Tag Archives: Connecting Histories

Something Old, Something New: Birmingham Images

Many of you may be aware of Digital Ladywood, Digital Handsworth and Digital Balsall Heath – three websites that provided images and resources relating to the history of their respective areas. As with any digital platform, however, the servers were in need of upgrading and it was an ideal opportunity to combine all three into Birmingham Images which is a really easy to use site bringing all these fabulous resources into a single place.

It is broadly the same as the old sites, being able to access resources via Theme Explorer which now has easy quick links for people, places, subjects and time periods. We found the Map Explorer function particularly fantastic, being able to overlay modern maps with Ordnance Survey maps from the 1900s and 1940s.

Birmingham Images: Theme Explorer subject areas

Birmingham Images: Theme Explorer subject areas

Although it is a stand alone site, the links to it can be found on The Iron Room (note the tab at the top of the page). Over the coming months, we hope to add more content to our blog site with guides to collections and sources available within our department. These new pages will also appear as tabs across the top of the page so watch this space. (Or rather the space above!)

The Suburban Birmingham website which was a fantastic resource for studying the history of Birmingham’s south-western suburbs has a new home on the Connecting Histories website, which has also undergone a smart upgrade.

Suburban Birmingham on Connecting Histories

Suburban Birmingham on Connecting Histories

Inevitably you might find the odd link that doesn’t work, but overall thank you to the man from the Council that worked hard to keep the sites going, I’m sure you’ll agree they are a fantastic resource which came out of a lot of hard work and collaboration.

Vanley Burke: Capturing the past and celebrating the present


Vanley Burke will be talking about his collecting, his ideas and philosophies, and the Vanley Burke Archive, which is deposited at Birmingham Archives and Heritage.

Date Tuesday 16th October 2012

Location: Library Theatre, Central Library, Birmingham, B3 3HQ

Time 1:00pm – 2:00pm

Audience Open to all.  Free admission.
Please contact Izzy Mohammed for further details on 0121 464 1607

Internationally renowned photographer Vanley Burke has been documenting the world around him since 1967.  His photographs of the African Caribbean community in his home in Handsworth are a unique record of the community from the inside.  His photographs show the people of Handsworth at work and play.  These images are complemented by posters, fliers and other community-produced literature forming an in-depth picture of the place in which he lives and works.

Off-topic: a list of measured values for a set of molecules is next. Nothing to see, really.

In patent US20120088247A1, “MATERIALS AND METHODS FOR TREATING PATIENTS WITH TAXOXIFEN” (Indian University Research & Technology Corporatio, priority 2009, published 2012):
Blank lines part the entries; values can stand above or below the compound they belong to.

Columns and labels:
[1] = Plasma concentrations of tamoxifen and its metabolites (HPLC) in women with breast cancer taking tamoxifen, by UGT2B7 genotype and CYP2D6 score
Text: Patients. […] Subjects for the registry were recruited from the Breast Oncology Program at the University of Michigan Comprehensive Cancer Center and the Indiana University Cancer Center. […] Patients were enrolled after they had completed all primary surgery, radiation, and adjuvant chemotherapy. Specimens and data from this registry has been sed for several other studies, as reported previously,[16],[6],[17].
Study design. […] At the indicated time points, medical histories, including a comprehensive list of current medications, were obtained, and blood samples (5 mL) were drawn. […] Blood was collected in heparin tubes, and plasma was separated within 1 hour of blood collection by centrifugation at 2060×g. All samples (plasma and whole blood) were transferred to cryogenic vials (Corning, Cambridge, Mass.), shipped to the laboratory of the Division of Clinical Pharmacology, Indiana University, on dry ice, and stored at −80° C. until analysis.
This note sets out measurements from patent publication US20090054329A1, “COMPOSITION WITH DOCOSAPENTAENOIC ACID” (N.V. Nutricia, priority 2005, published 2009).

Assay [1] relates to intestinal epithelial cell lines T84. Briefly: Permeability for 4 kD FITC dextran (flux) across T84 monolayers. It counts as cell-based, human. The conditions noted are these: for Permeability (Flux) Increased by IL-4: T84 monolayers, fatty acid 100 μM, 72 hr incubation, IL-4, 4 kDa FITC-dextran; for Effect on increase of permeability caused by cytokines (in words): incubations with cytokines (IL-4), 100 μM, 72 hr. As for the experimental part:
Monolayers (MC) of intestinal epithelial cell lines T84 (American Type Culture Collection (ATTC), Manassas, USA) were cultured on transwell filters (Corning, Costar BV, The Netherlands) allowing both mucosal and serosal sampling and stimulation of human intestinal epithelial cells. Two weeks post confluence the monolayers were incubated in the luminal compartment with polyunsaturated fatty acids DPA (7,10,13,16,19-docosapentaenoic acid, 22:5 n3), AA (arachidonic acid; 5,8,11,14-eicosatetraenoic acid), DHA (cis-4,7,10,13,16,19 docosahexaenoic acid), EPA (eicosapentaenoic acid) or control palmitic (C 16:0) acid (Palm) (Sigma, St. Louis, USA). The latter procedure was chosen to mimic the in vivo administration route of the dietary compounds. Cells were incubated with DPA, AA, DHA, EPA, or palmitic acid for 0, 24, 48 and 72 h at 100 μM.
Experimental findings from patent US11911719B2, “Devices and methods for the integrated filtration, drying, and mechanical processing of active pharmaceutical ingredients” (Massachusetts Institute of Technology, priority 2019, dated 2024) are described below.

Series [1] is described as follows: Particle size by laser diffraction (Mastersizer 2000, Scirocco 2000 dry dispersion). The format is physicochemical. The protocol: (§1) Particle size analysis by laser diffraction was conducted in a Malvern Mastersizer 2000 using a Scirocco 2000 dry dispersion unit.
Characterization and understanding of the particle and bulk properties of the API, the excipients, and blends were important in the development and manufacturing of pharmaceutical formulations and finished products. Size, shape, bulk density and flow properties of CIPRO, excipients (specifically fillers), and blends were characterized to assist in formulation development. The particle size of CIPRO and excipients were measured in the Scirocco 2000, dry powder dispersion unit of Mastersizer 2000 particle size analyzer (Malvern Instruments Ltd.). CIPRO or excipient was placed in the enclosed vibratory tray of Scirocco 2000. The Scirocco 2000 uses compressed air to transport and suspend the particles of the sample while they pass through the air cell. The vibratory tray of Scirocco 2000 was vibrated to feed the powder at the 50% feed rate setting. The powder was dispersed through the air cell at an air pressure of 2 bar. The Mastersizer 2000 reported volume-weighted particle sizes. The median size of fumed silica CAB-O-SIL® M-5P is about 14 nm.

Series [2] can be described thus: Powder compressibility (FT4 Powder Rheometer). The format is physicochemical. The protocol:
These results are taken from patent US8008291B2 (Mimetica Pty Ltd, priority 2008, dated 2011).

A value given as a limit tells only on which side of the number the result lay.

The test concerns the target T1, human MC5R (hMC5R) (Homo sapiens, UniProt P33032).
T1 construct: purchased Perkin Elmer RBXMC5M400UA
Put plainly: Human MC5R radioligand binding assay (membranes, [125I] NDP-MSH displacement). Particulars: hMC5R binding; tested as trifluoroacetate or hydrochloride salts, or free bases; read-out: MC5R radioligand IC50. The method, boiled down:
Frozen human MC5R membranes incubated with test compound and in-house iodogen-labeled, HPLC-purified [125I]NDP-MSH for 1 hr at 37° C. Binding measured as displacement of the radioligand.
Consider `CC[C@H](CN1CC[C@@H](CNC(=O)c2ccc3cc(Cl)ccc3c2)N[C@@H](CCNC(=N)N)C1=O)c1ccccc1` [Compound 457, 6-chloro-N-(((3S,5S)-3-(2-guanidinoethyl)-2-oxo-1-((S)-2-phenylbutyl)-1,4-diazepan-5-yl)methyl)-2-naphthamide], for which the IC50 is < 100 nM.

A catalogue of Vanley’s collections can be found on our Connecting Histories website and more images and information about Handsworth’s vibrant past and present are available through our Digital Handsworth website.

Vanley also has an exhibition By The Rivers of Birminam at the Midlands Art Centre and an upcoming exhibition at Birmingham Central Library.

History of Our Outreach and Community Engagement

Material from Outreach projects

Photograph from a Connecting Histories community exhibition and a collage created by the Kingstanding Youth Inclusion Programme

An Introduction:

The social and cultural transformation of the city offers a great deal of opportunities. Some of these opportunities are easily observable in the daily lived lives and experiences of the different groups, and the many ways in which groups of all kinds interact. This is indeed a strength and makes Birmingham the progressive city it is today.

Importantly, this transformation leaves us with a number of challenges to think about. These issues affect or concern many of us, right from local and grassroots level through to society at large. The challenge for us as a service is how we respond to an ever-changing world. How we might consider our place in the picture of a growing and even diversifying city – a city in which there is still much work to do in terms of social inclusion. We know that no matter what the time, decade or moment, there will always be such challenges to overcome.

Birmingham Archives & Heritage has been engaging with these issues with a view to understanding how the service can play its part in the progressive development and empowerment of different groups in the city, to work to engender practical responses to social justice issues, and ultimately, become more reflective of the world in which it is immediately located.

The need to be more reflective has a very real and direct relevance to issues of integration (which may be understood as social exclusion and inclusion), cross-community awareness, understanding and even participation (often cited as community or social cohesion). Put another way, we might say that what we see in our collections – as they stand – helps us to understand the degree to which we have progressed as a society and as a city towards better, broader representation.

Continue reading